And if Publius Sestius had then yielded up, in the temple of Castor, that life which he hardly retained, I have no doubt that if only the senate had continued to exist and if the majesty of the Roman people had ever recovered, a statue would at some future time have been erected to him in the forum, as to a man who had been slain in the cause of the republic. Nor, indeed, would any one of those men to whom you see that statues after their death have been erected by our ancestors in that place in the rostra, deserve to be thought more of than Publius Sestius, either as respects the cruelty of their death, or their attachment to the republic: if, when he had undertaken the cause of a citizen oppressed by undeserved misfortune,—the cause of a friend,—the cause of a man who had done great services to the republic,—the cause of the senate, the cause of Italy, the cause of the republic; and when, in obedience to the requirements of religion and to the auspices, he had given notice to the magistrates of what omens he had observed, he had been slain by those impious pests of their country in the light of day, openly, within the sight of gods and men, in a most holy temple, in a most holy cause, and while invested with a most holy magistracy. Will any one, then, say that the life of that man ought to be stripped of its proper dignity and honour, when you would have thought his death entitled to the honour of an everlasting monument?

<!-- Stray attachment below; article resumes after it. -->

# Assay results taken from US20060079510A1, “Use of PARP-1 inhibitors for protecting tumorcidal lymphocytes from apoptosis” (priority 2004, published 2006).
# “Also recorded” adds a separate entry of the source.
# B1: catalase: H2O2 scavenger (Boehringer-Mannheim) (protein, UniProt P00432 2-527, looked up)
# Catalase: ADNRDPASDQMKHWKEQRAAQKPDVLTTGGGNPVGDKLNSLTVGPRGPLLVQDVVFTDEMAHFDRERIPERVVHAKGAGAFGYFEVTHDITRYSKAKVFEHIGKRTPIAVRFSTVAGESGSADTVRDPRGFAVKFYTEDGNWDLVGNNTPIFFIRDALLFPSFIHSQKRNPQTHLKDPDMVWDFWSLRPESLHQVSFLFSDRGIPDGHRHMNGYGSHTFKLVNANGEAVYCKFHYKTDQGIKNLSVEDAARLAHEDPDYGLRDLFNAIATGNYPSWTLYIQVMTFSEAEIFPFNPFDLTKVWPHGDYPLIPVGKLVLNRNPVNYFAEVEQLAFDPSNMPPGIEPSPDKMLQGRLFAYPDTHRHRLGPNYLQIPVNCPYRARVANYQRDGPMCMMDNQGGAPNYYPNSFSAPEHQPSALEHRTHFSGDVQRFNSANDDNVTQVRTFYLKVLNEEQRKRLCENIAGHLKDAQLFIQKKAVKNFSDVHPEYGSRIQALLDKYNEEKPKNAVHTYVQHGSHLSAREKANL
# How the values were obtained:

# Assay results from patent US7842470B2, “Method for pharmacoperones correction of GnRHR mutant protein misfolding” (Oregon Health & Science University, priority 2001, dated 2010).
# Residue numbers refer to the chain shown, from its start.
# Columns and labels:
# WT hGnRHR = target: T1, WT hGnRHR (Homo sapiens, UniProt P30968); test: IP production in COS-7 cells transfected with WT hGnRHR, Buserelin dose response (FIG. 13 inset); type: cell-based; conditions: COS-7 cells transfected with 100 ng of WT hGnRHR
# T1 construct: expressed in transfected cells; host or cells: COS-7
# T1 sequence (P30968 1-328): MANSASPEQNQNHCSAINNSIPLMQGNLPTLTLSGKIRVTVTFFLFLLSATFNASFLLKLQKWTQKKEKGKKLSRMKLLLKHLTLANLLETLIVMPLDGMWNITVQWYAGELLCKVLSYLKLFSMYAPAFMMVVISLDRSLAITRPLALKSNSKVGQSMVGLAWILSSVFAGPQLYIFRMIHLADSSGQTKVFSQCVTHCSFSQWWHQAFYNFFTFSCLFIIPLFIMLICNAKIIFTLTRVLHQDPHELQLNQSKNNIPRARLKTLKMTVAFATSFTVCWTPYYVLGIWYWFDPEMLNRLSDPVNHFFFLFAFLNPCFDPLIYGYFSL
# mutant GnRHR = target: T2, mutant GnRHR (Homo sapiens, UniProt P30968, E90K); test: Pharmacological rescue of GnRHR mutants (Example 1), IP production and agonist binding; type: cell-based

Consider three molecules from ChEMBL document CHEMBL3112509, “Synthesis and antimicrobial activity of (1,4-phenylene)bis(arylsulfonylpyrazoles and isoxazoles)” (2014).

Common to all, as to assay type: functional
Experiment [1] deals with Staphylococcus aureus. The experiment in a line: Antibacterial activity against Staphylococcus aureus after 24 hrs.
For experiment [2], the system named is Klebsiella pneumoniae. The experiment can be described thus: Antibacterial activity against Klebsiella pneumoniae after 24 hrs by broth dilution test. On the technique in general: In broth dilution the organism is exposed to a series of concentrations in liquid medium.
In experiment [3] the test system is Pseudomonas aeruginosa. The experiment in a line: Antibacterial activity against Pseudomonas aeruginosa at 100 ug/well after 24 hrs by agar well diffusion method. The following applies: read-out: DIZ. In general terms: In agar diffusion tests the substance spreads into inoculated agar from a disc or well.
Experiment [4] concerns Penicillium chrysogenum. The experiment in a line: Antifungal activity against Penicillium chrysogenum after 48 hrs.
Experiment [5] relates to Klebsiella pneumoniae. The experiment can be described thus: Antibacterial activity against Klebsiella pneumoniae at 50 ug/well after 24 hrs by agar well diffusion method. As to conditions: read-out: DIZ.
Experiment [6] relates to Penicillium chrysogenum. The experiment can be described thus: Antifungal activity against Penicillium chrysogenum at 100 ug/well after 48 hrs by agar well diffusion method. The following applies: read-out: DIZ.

This text is part of:
Table of Contents:
THE SPEECH OF M. T. CICERO IN DEFENCE OF PUBLIUS SESTIUS.
THE SPEECH OF M. T. CICERO AGAINST PUBLIUS VATINIUS; CALLED ALSO, THE EXAMINATION OF PUBLIUS VATINIUS.
This work is licensed under a Creative Commons Attribution-ShareAlike 3.0 United States License.
An XML version of this text is available for download, with the additional restriction that you offer Perseus any modifications you make. Perseus provides credit for all accepted changes, storing new additions in a versioning system.